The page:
Rustic Exotics

Just what you need whilst fighting Boers, Australian port.:

Where do you think the oldest Mourvedre vines in the world are? Bandol in Provence? The Rhone Valley? Catalonia? You’re not even close. They’re in Australia. The country that brought you the dubious pleasures of Yellow Tail is also home to some of the oldest commercial vines in the world.

Generally, the words ‘old vines’ (or ‘vieilles vignes’) on a bottle of wine have no legal significance. The phrase is used as a marketing ploy, trotted out ad nauseum and usually without regard for the actual age of the vines. But the reality is that old vines—real ones—make better wines. For as much as the phrase is overused, it does mean something in South Australia’s Barossa Valley. The region has an Old Vines Charter to catalogue its venerable vineyards—there’s a scale starting with ‘Old Vine,’ which mean anything over 35 years, and ending with Ancestor Vine, meaning 125 years old or more.

South Australia owes this extraordinary vine heritage to its isolated location and some enlightened governance. Whereas most of the world suffered the ravages of phylloxera, the vine eating louse, in the late 19th and early 20th centuries, South Australia protected its lucrative wine industry through strict quarantine laws. It remains phylloxera free to this day.

The vineyards of the Barossa Valley were planted in the 1840s to produce so-called ‘ports’ for the British Empire market. The biggest producer, Yalumba, was known as the Oporto of Australia. Those vines are still in family hands. Robert Hill-Smith, the vineyard’s managing director, told me that Mediterranean grapes such as Shiraz, Grenache and Mourvedre (known locally as Mataro) were planted for ‘high sugar accumulation’ to make the very sweet fortified wines loved by the British and Australians.

The taste for these fortified wines died out in the 1960s and 70s, as the Australian market turned towards table wines—especially Chardonnay. Sadly, many growers unable to sell their crops would pull up the old vines and replace them with white grapes. Some vineyards survived, but only just: At Dean Hewitson’s Old Garden vineyard, which was planted in 1853 with Mourvedre, the family would irrigate the crop heavily to produce diluted grapes, which then went into sparkling rose. Some growers literally couldn’t give their grapes away.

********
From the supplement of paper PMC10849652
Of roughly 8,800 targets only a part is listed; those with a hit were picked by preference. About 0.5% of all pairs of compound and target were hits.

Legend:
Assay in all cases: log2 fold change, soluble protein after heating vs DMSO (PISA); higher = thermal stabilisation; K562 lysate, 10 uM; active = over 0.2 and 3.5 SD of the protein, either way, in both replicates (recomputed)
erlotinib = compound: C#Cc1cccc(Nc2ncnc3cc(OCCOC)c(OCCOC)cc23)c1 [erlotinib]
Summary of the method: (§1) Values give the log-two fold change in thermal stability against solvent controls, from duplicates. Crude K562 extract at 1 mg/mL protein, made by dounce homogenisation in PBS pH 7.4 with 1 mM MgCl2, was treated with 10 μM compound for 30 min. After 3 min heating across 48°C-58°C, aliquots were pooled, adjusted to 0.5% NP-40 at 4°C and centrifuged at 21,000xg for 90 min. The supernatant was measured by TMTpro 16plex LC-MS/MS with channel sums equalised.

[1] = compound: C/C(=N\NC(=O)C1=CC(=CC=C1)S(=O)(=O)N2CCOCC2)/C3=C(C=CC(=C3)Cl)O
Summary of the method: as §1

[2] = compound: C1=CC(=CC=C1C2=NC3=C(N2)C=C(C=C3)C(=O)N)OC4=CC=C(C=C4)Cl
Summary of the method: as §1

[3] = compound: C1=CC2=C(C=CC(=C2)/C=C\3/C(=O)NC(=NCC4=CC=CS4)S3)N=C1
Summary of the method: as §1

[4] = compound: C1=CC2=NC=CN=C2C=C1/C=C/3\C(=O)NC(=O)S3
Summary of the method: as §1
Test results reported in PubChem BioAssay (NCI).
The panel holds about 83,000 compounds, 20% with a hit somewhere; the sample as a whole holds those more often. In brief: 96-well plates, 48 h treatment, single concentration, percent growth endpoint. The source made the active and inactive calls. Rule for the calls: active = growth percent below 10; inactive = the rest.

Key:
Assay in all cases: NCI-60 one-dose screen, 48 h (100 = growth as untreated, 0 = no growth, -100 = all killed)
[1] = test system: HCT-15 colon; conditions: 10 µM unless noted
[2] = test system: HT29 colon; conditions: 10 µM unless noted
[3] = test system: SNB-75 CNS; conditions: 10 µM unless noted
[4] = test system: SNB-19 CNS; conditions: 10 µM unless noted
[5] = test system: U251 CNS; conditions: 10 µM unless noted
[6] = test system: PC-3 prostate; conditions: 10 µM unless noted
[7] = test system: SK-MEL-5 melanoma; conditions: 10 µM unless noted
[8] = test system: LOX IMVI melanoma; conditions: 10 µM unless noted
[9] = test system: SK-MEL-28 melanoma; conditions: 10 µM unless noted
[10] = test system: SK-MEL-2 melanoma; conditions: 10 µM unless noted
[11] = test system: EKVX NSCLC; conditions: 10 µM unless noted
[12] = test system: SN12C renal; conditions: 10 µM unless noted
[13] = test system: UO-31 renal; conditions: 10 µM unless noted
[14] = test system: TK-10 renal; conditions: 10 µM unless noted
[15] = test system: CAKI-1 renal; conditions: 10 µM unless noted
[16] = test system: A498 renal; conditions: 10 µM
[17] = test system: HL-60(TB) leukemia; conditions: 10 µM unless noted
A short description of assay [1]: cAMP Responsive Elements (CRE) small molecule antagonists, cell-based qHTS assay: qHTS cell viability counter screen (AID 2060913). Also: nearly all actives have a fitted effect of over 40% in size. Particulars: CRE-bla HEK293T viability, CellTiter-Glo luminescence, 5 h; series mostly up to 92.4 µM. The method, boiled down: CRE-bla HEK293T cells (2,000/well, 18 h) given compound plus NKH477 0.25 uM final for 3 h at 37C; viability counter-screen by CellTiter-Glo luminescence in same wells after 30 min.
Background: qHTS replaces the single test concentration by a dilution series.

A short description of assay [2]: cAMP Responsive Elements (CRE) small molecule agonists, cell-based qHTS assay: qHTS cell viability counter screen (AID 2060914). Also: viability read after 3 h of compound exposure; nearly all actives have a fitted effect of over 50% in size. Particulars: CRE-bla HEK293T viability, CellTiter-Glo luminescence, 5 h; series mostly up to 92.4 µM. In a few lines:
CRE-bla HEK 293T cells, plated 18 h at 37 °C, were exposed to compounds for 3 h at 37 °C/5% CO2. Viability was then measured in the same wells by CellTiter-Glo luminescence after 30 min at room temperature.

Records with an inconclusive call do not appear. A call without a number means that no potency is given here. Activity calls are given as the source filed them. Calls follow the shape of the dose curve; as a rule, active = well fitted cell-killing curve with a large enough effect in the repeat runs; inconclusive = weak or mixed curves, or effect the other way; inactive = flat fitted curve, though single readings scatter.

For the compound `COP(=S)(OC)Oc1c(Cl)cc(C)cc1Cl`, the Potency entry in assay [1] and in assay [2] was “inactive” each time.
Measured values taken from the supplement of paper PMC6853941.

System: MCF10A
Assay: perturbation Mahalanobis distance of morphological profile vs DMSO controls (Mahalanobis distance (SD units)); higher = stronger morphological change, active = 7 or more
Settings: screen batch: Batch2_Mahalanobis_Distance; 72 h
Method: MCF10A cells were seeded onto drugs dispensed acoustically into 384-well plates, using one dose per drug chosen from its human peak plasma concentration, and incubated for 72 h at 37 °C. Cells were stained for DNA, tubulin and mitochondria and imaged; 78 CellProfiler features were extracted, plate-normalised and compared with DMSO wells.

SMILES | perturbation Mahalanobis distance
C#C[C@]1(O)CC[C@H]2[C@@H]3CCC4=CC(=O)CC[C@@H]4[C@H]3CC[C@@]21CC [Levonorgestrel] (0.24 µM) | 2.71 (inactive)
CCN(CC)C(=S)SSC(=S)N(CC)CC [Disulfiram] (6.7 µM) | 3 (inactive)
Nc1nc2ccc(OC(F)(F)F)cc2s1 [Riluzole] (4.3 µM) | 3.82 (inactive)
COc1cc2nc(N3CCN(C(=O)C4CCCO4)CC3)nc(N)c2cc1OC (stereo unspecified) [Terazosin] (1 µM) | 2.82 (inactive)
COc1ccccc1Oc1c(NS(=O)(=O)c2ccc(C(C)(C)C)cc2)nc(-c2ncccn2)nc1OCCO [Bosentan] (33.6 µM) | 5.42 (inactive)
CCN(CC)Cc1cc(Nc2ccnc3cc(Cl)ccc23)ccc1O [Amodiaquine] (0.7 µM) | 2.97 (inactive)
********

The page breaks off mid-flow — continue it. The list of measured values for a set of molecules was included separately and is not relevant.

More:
Men such as Robert O’ Callaghan, founder of Rockford, and the recently deceased Peter Lehmann, saw the shift as an opportunity. Just as Randall Grahm was doing in California, they bought up old vine Mediterranean grapes at rock bottom prices to produce distinctively Australian fine wines that Hill-

Smith now refers to as ‘rustic exotics.’ As late as 1989, the government was still paying growers to uproot old vines. But around the same time, Australian drinkers were, according to Hill-Smith, beginning to once again appreciate the “viticultural jewels in our backyard.” The backbone of what is now Australia’s premier wine, Penfold’s Grange, is made up of old vine Barossa shiraz.

In contrast to South Australia, Victoria’s vineyards were devastated by phylloxera. Australia’s states in the 19th century functioned as self-governing colonies with separate laws, railway gauges and even units for measuring beer. The wine industry in Victoria was nearly wiped out. But at Tahbilk, an hour’s drive from Melbourne, one old vineyard survived, protected from the louse by sandy soil. Phylloxera cannot survive in sand. Here they produce tiny quantities of a very pure, intense wine called ‘1860 Vines Shiraz,’ made from vines planted when Queen Victoria was in her prime.

Thanks to the current demand for old vine grapes, none of these wines are cheap—but then, compared to the disappointing 2011 Grange vintage, which Penfold’s is now selling for £500 a bottle—neither are they very expensive.

Click here for some recommendations.

Wonderful image above courtesy of Yalumba. 

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About Henry

Henry Jeffreys was born in London. He has worked in the wine trade, publishing and is now a freelance journalist. He specialises in drink and his work has appeared in the Spectator, the Guardian, the Economist, the Financial Times, the Oldie and Food & Wine magazine. He was a contributor to the Breakfast Bible (Bloomsbury 2013) and his book Empire of Booze: British History through the Bottom of a Glass was published in November 2016.
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2 Responses to Rustic Exotics

  1. Miquel Hudin says:

    Curious that in Australia they use the secondary Catalan name, Mataró than the French Mourvèdre which seems to the name most Anglophones grabbed on to despite being much trickier to pronounce. At times it can be quite rustic and abrupt, at least when younger. Did you find this not to be the case with the old vine offerings?

    -miquel
    https://wineonsix.com

    • Henry says:

      I don’t have a lot of experience with Australian mourvedre apart from in blends but the Hewitson is decidedly silky. It doesn’t have the grip that one finds in Bandol etc. No idea why they call it Mataro, I can only speculate that it came into the country before the grape became well-known by its French name.

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